Herpes Infection May Impair Human Brain Development: Study

According to the study, published in the journal PLOS Pathogens, HSV-1 is a highly common pathogen that can cause lifelong neurological problems such as cognitive dysfunction, learning disabilities, and dementia

Researchers say, three cell-based models shed light on how herpes simplex virus type 1 (HSV-1) infection, which may spread to the fetal brain during pregnancy and may also contribute to varied neurodevelopment disabilities and long-term neurological problems into adulthood.

According to the study, published in the journal PLOS Pathogens, HSV-1 is a highly common pathogen that can cause lifelong neurological problems such as cognitive dysfunction, learning disabilities, and dementia.

Study authors from Wuhan University in China said, “But progress in understanding the role of HSV-1 in human fetal brain development has been hampered by restricted access to fetal human brain tissue that also as limitations of existing animal models.”

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The researchers generated three different cell-based neurodevelopmental disorder models, including a 2D layer of cells and a 3D brain-like structure to deal with this gap in knowledge.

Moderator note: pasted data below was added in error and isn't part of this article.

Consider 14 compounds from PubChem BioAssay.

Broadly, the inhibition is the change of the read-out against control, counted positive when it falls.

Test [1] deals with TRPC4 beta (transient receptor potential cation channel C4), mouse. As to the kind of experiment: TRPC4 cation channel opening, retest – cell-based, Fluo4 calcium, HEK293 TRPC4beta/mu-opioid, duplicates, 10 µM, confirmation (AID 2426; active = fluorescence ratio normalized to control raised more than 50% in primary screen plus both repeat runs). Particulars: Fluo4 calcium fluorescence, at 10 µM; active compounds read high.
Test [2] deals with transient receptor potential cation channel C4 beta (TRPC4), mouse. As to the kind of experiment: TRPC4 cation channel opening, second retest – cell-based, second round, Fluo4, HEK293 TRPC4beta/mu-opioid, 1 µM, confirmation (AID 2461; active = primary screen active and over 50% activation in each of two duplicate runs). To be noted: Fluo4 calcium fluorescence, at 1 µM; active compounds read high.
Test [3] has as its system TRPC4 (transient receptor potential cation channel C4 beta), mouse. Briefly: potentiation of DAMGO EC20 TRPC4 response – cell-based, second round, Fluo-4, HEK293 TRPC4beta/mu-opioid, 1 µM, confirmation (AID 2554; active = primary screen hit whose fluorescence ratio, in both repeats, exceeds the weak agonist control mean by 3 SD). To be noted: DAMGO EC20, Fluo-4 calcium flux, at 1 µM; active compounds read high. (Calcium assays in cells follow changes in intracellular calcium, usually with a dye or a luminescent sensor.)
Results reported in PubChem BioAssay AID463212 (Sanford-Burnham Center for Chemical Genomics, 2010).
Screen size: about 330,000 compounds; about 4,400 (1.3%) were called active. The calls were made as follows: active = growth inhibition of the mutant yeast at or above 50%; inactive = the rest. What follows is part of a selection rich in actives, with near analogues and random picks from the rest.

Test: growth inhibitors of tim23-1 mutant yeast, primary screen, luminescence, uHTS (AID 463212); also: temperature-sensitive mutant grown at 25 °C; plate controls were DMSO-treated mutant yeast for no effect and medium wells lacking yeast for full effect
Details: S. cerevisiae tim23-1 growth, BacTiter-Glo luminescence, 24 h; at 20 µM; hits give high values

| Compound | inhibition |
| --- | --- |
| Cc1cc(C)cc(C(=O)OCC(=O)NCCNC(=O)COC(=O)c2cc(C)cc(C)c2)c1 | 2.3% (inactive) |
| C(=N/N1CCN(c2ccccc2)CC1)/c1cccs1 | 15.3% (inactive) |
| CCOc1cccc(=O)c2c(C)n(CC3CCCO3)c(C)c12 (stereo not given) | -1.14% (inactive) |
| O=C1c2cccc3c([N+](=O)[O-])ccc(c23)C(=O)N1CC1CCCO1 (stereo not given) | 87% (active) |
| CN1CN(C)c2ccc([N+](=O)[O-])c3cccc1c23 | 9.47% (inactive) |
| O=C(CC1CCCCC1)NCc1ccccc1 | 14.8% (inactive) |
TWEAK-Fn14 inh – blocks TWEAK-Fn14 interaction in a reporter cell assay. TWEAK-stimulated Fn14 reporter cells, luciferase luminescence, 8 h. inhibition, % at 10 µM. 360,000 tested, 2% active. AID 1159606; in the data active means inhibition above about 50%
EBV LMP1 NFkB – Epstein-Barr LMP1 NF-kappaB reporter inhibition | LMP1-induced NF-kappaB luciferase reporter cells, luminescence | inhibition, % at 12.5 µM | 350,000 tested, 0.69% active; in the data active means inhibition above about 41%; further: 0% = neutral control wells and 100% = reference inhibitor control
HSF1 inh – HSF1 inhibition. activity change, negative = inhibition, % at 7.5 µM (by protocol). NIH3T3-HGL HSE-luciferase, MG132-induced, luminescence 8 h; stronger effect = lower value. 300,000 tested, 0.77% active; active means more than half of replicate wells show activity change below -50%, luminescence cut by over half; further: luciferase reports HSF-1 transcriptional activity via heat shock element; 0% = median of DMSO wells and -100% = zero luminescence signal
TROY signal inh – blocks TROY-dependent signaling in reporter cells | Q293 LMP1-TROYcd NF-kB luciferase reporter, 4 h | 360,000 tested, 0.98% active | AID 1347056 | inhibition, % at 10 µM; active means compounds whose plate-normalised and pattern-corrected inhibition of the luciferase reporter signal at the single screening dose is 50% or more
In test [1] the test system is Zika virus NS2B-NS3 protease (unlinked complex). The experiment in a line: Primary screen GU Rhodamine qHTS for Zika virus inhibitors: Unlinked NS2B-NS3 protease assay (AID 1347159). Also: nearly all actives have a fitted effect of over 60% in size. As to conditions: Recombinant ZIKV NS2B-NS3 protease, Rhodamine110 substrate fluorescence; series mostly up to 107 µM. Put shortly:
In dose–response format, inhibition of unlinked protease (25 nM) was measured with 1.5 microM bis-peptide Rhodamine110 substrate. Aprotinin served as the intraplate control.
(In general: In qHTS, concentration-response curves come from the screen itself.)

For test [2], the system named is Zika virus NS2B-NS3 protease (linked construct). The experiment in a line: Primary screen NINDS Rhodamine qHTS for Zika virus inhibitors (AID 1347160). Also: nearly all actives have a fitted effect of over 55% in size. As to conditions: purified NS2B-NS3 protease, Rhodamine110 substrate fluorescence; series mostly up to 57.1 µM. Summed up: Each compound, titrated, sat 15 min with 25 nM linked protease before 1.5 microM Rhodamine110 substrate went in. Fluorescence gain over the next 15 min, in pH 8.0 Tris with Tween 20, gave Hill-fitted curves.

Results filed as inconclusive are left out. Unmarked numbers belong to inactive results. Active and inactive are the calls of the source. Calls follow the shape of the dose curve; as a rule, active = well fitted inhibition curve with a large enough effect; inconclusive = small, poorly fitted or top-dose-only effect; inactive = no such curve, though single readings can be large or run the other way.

The models are based on the human induced pluripotent stem cells (hiPSCs) – immature embryonic stem cell-like cells that are generated by genetically reprogramming specialized adult cells.

HSV-1 infection in neural stem cells that’s derived from hiPSCs and is resulted in activation of the caspase-3 apoptotic pathway, which initiates programmed necrobiosis consistent with the researchers.

This infection is additionally impaired the assembly of latest neurons, and has hindered the power of hiPSC-derived neural stem cells to convert into mature neurons through a process called neuronal differentiation.

Moreover, the HSV-1-infected brain imitated the pathological features of neurodevelopmental disorders within the human fetal brain, including impaired neuronal differentiation and abnormalities in brain structure.

Including that, the 3D model showed that HSV-1 infection promotes the abnormal proliferation and activation of non-neuronal cells called microglia, amid the activation of inflammatory molecules, like TNF-a, IL-6, IL-10, and IL-4.

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The authors say, the findings have open new therapeutic avenues for targeting viral reservoirs relevant to neurodevelopmental disorders.

“This study provides novel evidence that HSV-1 infection impaired human brain development and contributed to the neurodevelopmental disorder pathogen hypothesis,” authors wrote.

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